The summer between my freshman and sophomore college years I had found a job not far from the house at a concrete plant. I had signed on as a “tile sorter” out in the warehouse on a crew full of women, but the yard boss saw on my application that I knew how to type so the first morning he made me the office secretary.
The work was simple and a little scarce—I answered the phone; I made the coffee; I figured payroll from the time cards and passed out paychecks. I might have typed three letters all summer long. Finally I found the old directory of suppliers and other concrete plants in the area. It was scratched out and scribbled over with address and telephone changes so I gave myself the chore of researching and re-typing that whole thing on the days when there was literally nothing else to do for hours. I think the whole point of me being there was so the yard boss could say he had a secretary like the big guys up in the front office.
Aside from the pride issue, he was a decent man, a Jehovah’s Witness who actually talked with me about religious things when he was free. He seemed impressed when I showed him a passage or two he didn’t know was there.
But his immediate underling was not as nice a man as he pretended to be when the boss was there. Not that I knew it at first or none of this would have happened. I can look back on it now and hear his words and know what he was thinking as surely as if he told me out loud, but not then. I was too innocent and trusting.
One day late in the summer I found myself alone in the office with him. The old clerk was sick and the yard boss had been called up to the front office on the highway, a good quarter mile walk through the hot dusty yard beneath overhead cranes. I had gone to the front counter to look for some forms and suddenly I found myself hemmed into a corner with this six foot something, 250 lb, fifty year old man coming right at me Before I knew it, he grabbed me by the shoulders and kissed me.
I am not sure what he expected, but somehow I got loose, slipped around him, and ran as fast as I could to the only restroom in the place, a grimy cubbyhole about four foot square. I locked the wooden door, grabbed a scratchy, brown paper towel and scrubbed my face over and over and over and over. Then I re-wet the towel, added more soap and went at it again. I couldn’t stop myself. It’s a wonder I didn’t draw blood.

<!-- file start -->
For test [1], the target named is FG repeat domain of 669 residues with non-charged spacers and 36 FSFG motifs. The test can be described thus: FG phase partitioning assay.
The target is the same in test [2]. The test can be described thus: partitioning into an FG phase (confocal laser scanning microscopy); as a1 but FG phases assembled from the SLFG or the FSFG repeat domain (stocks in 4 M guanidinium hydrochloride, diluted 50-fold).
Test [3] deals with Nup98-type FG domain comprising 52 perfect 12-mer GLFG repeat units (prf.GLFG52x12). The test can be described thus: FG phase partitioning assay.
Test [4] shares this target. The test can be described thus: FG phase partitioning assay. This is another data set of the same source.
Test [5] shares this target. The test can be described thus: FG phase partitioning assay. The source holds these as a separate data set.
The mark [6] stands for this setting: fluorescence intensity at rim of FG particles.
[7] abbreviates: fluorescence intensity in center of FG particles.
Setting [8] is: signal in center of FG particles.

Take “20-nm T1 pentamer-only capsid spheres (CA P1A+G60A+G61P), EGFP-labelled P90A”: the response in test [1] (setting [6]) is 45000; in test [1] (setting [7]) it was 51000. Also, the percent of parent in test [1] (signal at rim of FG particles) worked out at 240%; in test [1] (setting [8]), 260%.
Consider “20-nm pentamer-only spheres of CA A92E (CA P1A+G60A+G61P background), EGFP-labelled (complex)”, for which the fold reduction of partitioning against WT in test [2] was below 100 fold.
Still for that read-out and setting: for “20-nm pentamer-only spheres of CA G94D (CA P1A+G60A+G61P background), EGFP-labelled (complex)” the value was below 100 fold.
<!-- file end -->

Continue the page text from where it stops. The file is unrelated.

Now look at Psalm 51:2. Wash me thoroughly from my iniquity and cleanse me from my sin. This is the psalm David wrote after Nathan convicted him of the sins of adultery and murder. I have read that in the Hebrew “wash me thoroughly” is literally “multiply my washings.” After at least a year, long enough for Bathsheba to bear a child and that child to die, David finally realizes the enormity of his sins and feels the remorse like a knife in his heart. One little plea for forgiveness won’t do in his mind, not for the terrible things he has done. He feels the need for ritual cleansing over and over and over and over. It isn’t a failure to accept God’s forgiveness; it’s an overwhelming sense of absolute filth.
When I read the literal meaning of “wash me thoroughly” those feelings I had standing in that grubby little bathroom over forty years ago came flooding back to me. And now, like never before, I realize exactly how I ought to feel when I ask God’s forgiveness. What I have done to Him is much worse than that which was done to me by a sordid lecher so many years ago.
You need to feel it too. If there is anything that will dowse your temptations like a bucket of water on a fire, that will. I am not sure now how long I stood there shaking, sick to my stomach, but I did not leave that hideous little room until I heard other voices in the office. Nothing was going to get me out there until I was sure I was safe.
Sin in your life will corrupt you. Soap won’t get it out, no matter how many times you wash yourself. Only the blood of the Lamb and the grace of God can cleanse you. And even then, you should feel the need for more, and more, and more, and more, until finally you can face yourself in the mirror.
If you are having trouble with temptations today, remember this little story. It’s not something I share lightly.
Though you wash yourself with lye and use much soap, the stain of your guilt is still before me, declares the Lord GOD, Jer 2:22.
Purify me with hyssop, and I shall be clean: Wash me, and I shall be whiter than snow. Make me to hear joy and gladness, That the bones which you have broken may rejoice, Psalm 51:7,8.